Wednesday, July 28, 2010

Maine Windjammers

Day sails and week-long cruises on windjammers are popular in Maine. You can see why when you look at some of the beautiful ships we’ve seen.

Castine, Maine

We spent a lovely day walking around the town of Castine, on the Bagaduce River.  Elegant old houses and buildings dating to the 1700 and 1800s line the streets, many with beautiful gardens and river views.  You can pick up a town map that identifies each one and provides information on the original owner/use.  For example, The Manor Inn (1895) is the former summer cottage of Commodore Fuller of the South Boston Yacht Club.  The steeple of the Unitarian church (1790) was designed by Charles Bulfinch, who also designed the Massachusetts state house and Boston Common (two of many of his well-known projects); the church bell was made by Paul Revere.  This beautiful archway and gate led to an interesting house; the pyramidal roof peak was glass.  We stopped at the Wilson Museum, which houses the collections of a local geologist with interests in archeology and anthropology.  The artifacts were collected from around the world, and range from rocks to ancient tools to American Indian crafts of the 1800s.  There were some terrific pieces, including plant and shell fossils that looked like beautiful engravings on the stone.  We listened to a speaker give a presentation on some of the firearms in the collection.  Castine is also the site of the Marine Maritime Academy.  We were anchored in Smith Cove, a large inlet across the river from Castine.  We were joined one night by a couple of windjammers—beautiful ships.

Thursday, July 22, 2010

Wooden Boat School

At the eastern end of Eggemoggin Reach, tucked into a little cove, is the site of the Wooden Boat School, run by the folks who publish Wooden Boat magazine.  We stopped to visit, picking up one of the guest moorings that the school maintains just off of their dock.  The facilities are beautiful, encompassing several buildings on a sixty-acre site that originally was a private estate.  The main house overlooks the bay, and houses the publishing offices and a library.  The library is open to the public, and has books on all aspects of boat building, fisheries, seafood cookbooks, cruising (including the Pardey cruising books, Patrick O’Brian’s Aubrey/Maturin series, and world-wide cruising guides), boat handling, navigation, racing, and more; if it’s related to boats, it’s probably here.  We browsed for nearly an hour, but could have spent all day here.  We wandered through the apple orchard to the red-brick stable, where the hands-on classes are held.  We watched people sanding half-boat models, screwing planks onto a dory, shaping wooden oars, and lofting (building scale models of boat frames from blue prints to ensure that the full-size measurements will be accurate; see picture).  The school offers dozens of courses on seamanship (learning to sail and navigate on boats from daysailers to windjammers, kayaking, and yacht routine), boat building (you name it, they offer it), and related crafts (painting, photography, boat inspection, rigging, and diesel mechanics).  Students are housed in the beautiful old farmhouse adjacent to the stable.  We also visited the shop (for selling, not building), which had hundreds of titles on all things nautical, model-boat plans and completed model boats, knot crafts, boat-building tools, and, of course, hats and t-shirts with the Wooden Boat logo.  This place is well worth a visit by land or sea.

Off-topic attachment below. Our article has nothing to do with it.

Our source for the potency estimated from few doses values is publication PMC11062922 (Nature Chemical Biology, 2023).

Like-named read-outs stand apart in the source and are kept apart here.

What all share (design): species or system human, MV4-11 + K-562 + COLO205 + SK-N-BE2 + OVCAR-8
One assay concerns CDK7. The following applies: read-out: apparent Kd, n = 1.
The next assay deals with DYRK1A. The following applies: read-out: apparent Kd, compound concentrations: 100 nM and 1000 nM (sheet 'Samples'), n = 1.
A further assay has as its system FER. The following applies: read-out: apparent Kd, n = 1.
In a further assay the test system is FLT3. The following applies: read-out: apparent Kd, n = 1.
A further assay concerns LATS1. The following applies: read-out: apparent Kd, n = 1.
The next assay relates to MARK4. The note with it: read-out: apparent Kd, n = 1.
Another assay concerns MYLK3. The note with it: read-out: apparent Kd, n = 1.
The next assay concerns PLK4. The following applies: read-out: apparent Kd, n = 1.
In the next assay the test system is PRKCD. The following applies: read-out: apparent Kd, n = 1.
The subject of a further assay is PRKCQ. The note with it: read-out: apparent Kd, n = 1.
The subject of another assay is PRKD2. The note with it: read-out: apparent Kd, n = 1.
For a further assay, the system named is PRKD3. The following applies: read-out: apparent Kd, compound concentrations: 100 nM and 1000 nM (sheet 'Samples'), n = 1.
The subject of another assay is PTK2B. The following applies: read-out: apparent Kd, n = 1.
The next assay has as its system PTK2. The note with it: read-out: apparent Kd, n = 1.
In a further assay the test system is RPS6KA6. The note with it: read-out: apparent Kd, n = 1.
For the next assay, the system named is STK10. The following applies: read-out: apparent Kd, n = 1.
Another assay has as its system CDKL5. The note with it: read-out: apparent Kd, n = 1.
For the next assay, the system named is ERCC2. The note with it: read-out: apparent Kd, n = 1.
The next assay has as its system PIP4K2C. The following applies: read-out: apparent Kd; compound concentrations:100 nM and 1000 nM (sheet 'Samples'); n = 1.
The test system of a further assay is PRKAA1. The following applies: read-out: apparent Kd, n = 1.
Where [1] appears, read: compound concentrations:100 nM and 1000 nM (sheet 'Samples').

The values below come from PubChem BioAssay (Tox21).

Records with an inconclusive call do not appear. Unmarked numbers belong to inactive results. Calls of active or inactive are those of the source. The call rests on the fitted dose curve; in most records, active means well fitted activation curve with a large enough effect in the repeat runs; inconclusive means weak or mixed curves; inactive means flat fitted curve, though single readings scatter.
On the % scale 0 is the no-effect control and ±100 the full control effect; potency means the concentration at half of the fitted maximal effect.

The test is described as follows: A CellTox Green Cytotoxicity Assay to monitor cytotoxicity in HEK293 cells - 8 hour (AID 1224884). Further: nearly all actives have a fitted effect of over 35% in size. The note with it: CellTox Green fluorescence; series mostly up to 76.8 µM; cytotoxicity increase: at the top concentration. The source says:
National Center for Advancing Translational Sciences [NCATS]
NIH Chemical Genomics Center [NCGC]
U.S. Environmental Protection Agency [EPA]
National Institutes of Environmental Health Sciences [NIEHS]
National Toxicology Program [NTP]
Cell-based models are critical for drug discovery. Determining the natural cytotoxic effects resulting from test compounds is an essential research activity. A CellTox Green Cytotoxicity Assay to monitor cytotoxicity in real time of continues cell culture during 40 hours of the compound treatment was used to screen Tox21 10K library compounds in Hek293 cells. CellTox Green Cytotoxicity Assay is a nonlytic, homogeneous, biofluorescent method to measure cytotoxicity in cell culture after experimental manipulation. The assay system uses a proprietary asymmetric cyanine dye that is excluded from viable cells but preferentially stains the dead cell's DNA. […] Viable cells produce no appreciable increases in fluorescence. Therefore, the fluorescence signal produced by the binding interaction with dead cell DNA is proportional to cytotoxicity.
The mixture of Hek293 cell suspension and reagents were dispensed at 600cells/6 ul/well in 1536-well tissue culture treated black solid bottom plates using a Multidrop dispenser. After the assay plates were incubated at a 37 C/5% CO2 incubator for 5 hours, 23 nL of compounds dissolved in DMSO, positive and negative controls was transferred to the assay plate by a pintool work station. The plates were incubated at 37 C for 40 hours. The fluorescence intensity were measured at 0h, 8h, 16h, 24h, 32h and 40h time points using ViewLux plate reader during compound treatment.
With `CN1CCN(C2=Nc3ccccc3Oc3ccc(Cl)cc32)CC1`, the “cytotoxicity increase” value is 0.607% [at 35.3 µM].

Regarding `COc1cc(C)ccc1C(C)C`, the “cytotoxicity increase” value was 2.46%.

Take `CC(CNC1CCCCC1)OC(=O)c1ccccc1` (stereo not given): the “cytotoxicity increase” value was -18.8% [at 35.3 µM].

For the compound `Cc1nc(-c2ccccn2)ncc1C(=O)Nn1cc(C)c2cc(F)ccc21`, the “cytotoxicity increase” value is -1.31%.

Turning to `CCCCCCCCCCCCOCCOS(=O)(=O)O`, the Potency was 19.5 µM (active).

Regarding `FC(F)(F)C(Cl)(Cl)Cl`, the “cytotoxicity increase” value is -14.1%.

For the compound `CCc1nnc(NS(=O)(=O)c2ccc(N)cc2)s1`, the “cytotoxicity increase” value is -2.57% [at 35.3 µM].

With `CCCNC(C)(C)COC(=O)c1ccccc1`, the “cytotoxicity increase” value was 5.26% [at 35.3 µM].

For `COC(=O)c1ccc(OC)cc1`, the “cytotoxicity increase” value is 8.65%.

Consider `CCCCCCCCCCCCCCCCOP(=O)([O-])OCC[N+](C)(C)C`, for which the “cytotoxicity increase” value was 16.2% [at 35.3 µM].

Puffin Quest

Destination:       Machias Seal Island
                        44° 30.5′ north latitude 67° 05.8′ west longitude
                        Less than two miles from the Canadian border (at sea)